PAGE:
microcomputer means for activating the motor to rotate, and the control valve means to close when an increase in vehicle speed is desired; and for deactivating the motor, and opening the control valve means when a decrease in speed is desired to allow the spring means to retract the throttle; and
sensing means for continuously detecting vehicle speed and providing signals to the microcomputer means.
3. An apparatus for controlling the speed of a motor vehicle of the type having a throttle and a spring means for urging the throttle toward an idle position which comprises:
a DC electric motor of the type that has a shaft which freewheels when the power is off, and which rotates in an advancing direction when the power is on;
a cylinder having an inner end and an outer end;
a piston within the cylinder;
spring means for urging the piston toward the inner end of the cylinder;
check valve means for allowing air to escape through the check valve means from the cylinder to the atmosphere when the piston moves toward the inner end of the cylinder for preventing air from entering the cylinder through the check valve means from the atmosphere when the piston is stationary and when the piston is moving outward relative to the inner end of the cylinder;
control valve means which in an open position opens the cylinder to atmospheric pressure to enable the piston to be moved outward, and which in a closed position closes the cylinder to the atmospheric pressure to prevent the piston from moving outward;
sustaining cable linkage means, connected to the piston and wound around the motor shaft, for preventing the shaft from rotating in the retracting direction when the control valve means is closed.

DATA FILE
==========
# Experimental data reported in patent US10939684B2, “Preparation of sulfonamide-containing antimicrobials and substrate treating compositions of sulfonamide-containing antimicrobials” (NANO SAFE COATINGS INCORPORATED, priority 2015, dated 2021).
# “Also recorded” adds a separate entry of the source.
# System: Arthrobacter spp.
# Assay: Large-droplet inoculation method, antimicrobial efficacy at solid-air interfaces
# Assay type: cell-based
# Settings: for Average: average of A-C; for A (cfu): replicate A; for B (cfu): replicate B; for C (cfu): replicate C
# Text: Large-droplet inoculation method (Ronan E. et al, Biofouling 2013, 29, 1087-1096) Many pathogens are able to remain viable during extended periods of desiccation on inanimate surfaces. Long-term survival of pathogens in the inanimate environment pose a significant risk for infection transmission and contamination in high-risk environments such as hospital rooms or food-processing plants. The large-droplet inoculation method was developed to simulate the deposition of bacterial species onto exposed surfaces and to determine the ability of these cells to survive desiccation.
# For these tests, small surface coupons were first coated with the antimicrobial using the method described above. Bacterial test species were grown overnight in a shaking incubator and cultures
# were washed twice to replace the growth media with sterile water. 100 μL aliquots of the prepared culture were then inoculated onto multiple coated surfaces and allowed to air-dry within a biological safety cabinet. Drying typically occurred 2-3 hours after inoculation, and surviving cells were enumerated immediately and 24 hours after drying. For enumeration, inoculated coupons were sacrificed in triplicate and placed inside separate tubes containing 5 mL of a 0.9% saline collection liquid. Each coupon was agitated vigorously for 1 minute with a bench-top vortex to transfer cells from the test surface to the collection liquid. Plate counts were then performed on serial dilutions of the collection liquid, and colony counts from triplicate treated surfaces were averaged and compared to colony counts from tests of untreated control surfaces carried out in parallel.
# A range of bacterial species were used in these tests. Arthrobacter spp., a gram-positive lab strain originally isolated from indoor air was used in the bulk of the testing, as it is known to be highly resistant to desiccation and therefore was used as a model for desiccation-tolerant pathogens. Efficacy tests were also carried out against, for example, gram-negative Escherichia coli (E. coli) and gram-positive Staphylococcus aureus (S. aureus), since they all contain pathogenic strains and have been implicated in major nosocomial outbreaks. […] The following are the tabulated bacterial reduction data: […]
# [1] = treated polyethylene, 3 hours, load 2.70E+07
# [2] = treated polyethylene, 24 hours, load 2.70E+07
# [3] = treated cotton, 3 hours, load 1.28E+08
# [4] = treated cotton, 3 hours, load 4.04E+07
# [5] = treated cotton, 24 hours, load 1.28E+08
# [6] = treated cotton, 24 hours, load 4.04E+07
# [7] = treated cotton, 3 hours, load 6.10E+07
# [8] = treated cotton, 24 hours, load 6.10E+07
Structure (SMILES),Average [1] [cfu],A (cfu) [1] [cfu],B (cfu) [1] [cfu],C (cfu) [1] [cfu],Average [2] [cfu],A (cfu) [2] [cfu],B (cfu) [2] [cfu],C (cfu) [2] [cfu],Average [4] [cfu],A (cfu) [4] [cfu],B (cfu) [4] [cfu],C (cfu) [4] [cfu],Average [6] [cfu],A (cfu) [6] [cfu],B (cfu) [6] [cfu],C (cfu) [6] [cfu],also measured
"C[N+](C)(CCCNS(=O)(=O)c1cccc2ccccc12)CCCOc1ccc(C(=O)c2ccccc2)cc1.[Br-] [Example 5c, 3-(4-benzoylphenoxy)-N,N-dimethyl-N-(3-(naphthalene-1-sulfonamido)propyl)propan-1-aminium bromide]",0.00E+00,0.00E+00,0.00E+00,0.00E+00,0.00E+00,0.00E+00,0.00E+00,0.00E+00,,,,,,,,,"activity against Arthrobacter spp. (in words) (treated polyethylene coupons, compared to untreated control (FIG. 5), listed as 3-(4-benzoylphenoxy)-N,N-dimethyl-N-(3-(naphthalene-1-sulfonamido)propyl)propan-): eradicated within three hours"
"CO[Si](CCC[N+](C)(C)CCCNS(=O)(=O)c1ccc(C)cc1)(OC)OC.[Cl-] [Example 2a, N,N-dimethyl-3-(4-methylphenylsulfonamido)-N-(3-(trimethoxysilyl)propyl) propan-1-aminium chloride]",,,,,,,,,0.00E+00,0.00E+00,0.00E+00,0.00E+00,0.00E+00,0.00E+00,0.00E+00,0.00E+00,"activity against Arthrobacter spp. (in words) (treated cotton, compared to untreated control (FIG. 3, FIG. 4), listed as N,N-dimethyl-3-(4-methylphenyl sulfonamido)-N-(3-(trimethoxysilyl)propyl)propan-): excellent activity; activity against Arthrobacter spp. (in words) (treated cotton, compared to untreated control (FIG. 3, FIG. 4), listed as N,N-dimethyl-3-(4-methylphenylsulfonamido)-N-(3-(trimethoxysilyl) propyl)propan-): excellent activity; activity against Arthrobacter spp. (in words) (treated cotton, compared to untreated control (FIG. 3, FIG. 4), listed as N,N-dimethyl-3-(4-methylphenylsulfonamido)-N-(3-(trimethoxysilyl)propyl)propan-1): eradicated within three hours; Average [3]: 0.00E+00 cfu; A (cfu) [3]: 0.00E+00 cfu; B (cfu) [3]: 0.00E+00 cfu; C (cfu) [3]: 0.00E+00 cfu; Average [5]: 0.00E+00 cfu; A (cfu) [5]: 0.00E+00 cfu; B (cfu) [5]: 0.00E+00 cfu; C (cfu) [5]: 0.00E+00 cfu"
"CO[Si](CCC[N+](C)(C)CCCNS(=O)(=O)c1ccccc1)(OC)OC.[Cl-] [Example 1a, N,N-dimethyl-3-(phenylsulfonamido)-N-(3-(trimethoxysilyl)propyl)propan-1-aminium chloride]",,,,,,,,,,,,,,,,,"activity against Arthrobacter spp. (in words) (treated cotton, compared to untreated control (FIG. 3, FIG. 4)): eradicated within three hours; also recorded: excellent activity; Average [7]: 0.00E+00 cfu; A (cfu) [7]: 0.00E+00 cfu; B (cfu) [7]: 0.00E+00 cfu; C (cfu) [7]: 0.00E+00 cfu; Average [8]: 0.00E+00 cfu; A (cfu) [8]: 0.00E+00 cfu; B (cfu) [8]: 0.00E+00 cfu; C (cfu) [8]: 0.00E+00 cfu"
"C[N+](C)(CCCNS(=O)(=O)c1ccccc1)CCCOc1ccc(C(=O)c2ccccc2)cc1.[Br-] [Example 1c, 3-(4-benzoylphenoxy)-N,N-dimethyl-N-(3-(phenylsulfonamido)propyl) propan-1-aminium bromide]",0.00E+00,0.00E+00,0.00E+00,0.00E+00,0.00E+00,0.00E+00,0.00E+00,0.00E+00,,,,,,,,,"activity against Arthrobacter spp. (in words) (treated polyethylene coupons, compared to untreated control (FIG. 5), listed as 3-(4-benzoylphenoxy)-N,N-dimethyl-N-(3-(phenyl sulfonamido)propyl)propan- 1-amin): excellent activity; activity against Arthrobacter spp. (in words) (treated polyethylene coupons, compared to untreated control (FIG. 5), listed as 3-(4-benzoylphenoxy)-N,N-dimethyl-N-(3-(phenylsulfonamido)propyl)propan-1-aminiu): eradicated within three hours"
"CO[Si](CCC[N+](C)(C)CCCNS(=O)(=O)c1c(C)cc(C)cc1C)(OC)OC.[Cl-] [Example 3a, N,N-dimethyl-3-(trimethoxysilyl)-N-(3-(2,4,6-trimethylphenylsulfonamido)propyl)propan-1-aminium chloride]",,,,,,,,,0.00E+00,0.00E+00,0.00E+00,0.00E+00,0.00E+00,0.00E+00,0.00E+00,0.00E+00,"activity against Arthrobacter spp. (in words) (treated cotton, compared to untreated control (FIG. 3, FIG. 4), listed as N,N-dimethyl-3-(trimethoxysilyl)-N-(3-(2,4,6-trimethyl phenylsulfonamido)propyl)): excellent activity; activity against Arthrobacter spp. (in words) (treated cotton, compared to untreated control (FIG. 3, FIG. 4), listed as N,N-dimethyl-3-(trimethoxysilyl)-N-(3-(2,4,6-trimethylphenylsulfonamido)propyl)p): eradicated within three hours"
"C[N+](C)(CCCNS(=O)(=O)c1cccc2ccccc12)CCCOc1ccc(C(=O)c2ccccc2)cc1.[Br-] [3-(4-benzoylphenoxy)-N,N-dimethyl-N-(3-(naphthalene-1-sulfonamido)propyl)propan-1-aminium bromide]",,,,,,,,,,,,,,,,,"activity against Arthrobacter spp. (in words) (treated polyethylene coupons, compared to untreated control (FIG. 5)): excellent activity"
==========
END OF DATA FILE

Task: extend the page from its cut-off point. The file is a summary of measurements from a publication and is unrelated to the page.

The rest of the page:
an advancing cable linkage means connected to the throttle and wound around the motor shaft for advancing the throttle when the control valve means is closed, and when power is supplied to the DC electric motor;
microcomputer means for providing discrete power pulses for activating the motor to rotate in the advancing direction, and for causing the control valve means to close when an increase in vehicle speed is desired; for deactivating the motor, and for opening the control valve means when a decrease in speed is desired; and
sensing means for continuously detecting vehicle speed and providing signals to the microcomputer means.
4. An apparatus for controlling the speed of a motor vehicle of the type having a throttle and a spring means for urging the throttle toward an idle position which comprises:
a DC electric motor of the type that has a shaft which freewheels when the power is off, and which rotates in an advancing direction when the power is on;
a cylinder having an inner end and an outer end;
a piston within the cylinder;
spring means for urging the piston toward the inner end of the cylinder;
check valve means for allowing air to escape through the check valve means from the cylinder to the atmosphere when the piston moves toward the inner end of the cylinder, for preventing air from entering the cylinder through the check valve means from the atmosphere when the piston is stationary and when the piston is moving outward relative to the inner end of the cylinder;
control valve means which in an open position opens the cylinder to atmospheric pressure to enable the piston to be moved outward, and which in a closed position, closes the cylinder to the atmospheric pressure to prevent the piston from moving outward;
sustaining cable linkage means, connected to the piston and wound around the motor shaft, for preventing the shaft from rotating in the retracting direction when the control valve means is closed;
an advancing cable linkage means connected to the throttle and wound around the motor shaft for advancing the throttle when the control valve means is closed, and when power is supplied to the DC electric motor;